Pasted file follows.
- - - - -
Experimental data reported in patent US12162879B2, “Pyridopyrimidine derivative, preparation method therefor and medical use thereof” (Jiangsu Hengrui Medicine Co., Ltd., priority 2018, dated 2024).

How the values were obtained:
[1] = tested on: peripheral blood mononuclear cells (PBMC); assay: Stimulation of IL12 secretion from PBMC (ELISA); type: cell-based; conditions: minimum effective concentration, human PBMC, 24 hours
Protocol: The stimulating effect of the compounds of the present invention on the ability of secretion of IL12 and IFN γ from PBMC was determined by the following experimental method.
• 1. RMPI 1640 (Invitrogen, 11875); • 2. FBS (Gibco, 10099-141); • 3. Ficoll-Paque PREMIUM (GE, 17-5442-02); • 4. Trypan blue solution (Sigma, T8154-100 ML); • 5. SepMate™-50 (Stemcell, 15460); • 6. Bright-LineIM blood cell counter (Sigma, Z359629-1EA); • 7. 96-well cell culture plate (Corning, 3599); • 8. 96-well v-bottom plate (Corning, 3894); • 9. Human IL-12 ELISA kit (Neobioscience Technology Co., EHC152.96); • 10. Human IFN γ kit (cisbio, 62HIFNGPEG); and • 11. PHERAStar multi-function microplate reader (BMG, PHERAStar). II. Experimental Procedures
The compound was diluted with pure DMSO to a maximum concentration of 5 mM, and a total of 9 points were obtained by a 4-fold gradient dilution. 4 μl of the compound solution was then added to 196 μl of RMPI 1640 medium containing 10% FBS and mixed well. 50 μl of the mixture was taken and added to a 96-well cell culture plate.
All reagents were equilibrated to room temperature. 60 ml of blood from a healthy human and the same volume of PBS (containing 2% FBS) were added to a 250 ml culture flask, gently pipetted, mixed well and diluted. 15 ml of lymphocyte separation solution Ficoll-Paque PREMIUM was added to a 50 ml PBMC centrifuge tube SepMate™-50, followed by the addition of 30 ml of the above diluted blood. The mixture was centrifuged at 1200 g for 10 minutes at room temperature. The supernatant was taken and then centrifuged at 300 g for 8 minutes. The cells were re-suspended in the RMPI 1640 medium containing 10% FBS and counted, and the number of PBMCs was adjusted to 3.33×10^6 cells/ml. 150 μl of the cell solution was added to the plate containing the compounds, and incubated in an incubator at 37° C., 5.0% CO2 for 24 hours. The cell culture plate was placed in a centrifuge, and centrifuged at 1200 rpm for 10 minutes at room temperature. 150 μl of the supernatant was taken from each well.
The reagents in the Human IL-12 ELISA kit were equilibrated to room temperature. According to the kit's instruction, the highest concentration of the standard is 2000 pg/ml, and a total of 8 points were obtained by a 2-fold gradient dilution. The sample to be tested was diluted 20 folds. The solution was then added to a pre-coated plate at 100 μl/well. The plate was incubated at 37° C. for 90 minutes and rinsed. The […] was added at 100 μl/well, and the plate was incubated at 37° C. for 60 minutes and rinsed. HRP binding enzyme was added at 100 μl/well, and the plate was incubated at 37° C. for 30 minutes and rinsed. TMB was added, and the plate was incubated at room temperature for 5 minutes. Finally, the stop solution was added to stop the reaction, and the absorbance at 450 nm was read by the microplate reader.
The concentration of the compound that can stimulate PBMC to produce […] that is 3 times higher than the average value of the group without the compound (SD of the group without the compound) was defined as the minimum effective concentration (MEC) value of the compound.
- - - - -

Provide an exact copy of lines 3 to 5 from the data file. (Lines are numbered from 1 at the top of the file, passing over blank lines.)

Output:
[1] = tested on: peripheral blood mononuclear cells (PBMC); assay: Stimulation of IL12 secretion from PBMC (ELISA); type: cell-based; conditions: minimum effective concentration, human PBMC, 24 hours
Protocol: The stimulating effect of the compounds of the present invention on the ability of secretion of IL12 and IFN γ from PBMC was determined by the following experimental method.
• 1. RMPI 1640 (Invitrogen, 11875); • 2. FBS (Gibco, 10099-141); • 3. Ficoll-Paque PREMIUM (GE, 17-5442-02); • 4. Trypan blue solution (Sigma, T8154-100 ML); • 5. SepMate™-50 (Stemcell, 15460); • 6. Bright-LineIM blood cell counter (Sigma, Z359629-1EA); • 7. 96-well cell culture plate (Corning, 3599); • 8. 96-well v-bottom plate (Corning, 3894); • 9. Human IL-12 ELISA kit (Neobioscience Technology Co., EHC152.96); • 10. Human IFN γ kit (cisbio, 62HIFNGPEG); and • 11. PHERAStar multi-function microplate reader (BMG, PHERAStar). II. Experimental Procedures